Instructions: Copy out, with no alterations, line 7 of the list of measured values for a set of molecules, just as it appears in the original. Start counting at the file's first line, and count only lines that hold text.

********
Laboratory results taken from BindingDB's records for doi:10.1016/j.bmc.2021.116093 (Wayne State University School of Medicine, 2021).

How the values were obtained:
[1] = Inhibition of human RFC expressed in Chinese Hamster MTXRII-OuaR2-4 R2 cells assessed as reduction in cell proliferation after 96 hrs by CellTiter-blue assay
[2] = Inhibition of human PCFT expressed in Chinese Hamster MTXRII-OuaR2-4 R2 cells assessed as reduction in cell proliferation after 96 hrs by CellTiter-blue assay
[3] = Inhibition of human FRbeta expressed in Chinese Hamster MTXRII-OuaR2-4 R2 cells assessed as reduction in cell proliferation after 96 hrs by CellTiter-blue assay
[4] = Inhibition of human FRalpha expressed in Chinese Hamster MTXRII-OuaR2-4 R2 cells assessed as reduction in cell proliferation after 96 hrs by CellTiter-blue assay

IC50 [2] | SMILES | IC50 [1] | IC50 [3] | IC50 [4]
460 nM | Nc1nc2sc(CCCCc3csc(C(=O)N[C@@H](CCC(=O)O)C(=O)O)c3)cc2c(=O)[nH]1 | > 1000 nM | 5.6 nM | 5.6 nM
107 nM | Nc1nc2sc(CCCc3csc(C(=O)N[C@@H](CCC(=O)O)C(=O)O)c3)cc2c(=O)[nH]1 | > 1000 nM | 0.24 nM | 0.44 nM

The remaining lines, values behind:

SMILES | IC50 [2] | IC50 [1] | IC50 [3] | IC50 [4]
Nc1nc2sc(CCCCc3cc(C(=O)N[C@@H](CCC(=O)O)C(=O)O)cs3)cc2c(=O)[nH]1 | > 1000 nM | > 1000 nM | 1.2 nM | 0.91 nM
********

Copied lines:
IC50 [2] | SMILES | IC50 [1] | IC50 [3] | IC50 [4]